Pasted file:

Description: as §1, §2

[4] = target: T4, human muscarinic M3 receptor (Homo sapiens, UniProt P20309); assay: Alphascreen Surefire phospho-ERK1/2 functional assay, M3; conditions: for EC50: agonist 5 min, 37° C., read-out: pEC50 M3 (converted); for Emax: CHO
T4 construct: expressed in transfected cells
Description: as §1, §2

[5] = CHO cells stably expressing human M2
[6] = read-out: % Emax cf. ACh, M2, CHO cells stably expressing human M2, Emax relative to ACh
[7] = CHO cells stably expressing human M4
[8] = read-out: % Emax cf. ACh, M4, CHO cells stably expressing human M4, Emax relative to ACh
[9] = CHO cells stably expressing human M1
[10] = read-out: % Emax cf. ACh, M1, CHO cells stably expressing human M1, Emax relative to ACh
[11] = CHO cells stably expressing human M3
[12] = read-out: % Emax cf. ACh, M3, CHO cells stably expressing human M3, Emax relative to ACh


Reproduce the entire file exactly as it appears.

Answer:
Description: as §1, §2

[4] = target: T4, human muscarinic M3 receptor (Homo sapiens, UniProt P20309); assay: Alphascreen Surefire phospho-ERK1/2 functional assay, M3; conditions: for EC50: agonist 5 min, 37° C., read-out: pEC50 M3 (converted); for Emax: CHO
T4 construct: expressed in transfected cells
Description: as §1, §2

[5] = CHO cells stably expressing human M2
[6] = read-out: % Emax cf. ACh, M2, CHO cells stably expressing human M2, Emax relative to ACh
[7] = CHO cells stably expressing human M4
[8] = read-out: % Emax cf. ACh, M4, CHO cells stably expressing human M4, Emax relative to ACh
[9] = CHO cells stably expressing human M1
[10] = read-out: % Emax cf. ACh, M1, CHO cells stably expressing human M1, Emax relative to ACh
[11] = CHO cells stably expressing human M3
[12] = read-out: % Emax cf. ACh, M3, CHO cells stably expressing human M3, Emax relative to ACh